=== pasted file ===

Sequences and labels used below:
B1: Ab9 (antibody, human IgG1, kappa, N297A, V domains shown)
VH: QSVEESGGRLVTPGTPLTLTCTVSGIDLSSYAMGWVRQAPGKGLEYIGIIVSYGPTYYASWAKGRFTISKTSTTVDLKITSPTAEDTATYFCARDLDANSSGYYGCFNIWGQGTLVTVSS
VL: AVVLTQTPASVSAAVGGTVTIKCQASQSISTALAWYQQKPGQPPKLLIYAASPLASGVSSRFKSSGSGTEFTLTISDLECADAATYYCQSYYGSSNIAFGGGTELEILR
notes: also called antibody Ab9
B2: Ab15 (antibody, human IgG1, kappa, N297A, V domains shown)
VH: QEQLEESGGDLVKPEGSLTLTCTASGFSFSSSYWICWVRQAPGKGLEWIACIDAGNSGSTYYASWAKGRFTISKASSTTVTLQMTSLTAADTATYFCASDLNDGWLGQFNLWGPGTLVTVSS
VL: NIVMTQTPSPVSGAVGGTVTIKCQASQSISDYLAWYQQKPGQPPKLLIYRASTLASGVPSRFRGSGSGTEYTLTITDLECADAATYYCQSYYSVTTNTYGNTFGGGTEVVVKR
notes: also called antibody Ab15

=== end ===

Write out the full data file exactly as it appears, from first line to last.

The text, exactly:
Sequences and labels used below:
B1: Ab9 (antibody, human IgG1, kappa, N297A, V domains shown)
VH: QSVEESGGRLVTPGTPLTLTCTVSGIDLSSYAMGWVRQAPGKGLEYIGIIVSYGPTYYASWAKGRFTISKTSTTVDLKITSPTAEDTATYFCARDLDANSSGYYGCFNIWGQGTLVTVSS
VL: AVVLTQTPASVSAAVGGTVTIKCQASQSISTALAWYQQKPGQPPKLLIYAASPLASGVSSRFKSSGSGTEFTLTISDLECADAATYYCQSYYGSSNIAFGGGTELEILR
notes: also called antibody Ab9
B2: Ab15 (antibody, human IgG1, kappa, N297A, V domains shown)
VH: QEQLEESGGDLVKPEGSLTLTCTASGFSFSSSYWICWVRQAPGKGLEWIACIDAGNSGSTYYASWAKGRFTISKASSTTVTLQMTSLTAADTATYFCASDLNDGWLGQFNLWGPGTLVTVSS
VL: NIVMTQTPSPVSGAVGGTVTIKCQASQSISDYLAWYQQKPGQPPKLLIYRASTLASGVPSRFRGSGSGTEYTLTITDLECADAATYYCQSYYSVTTNTYGNTFGGGTEVVVKR
notes: also called antibody Ab15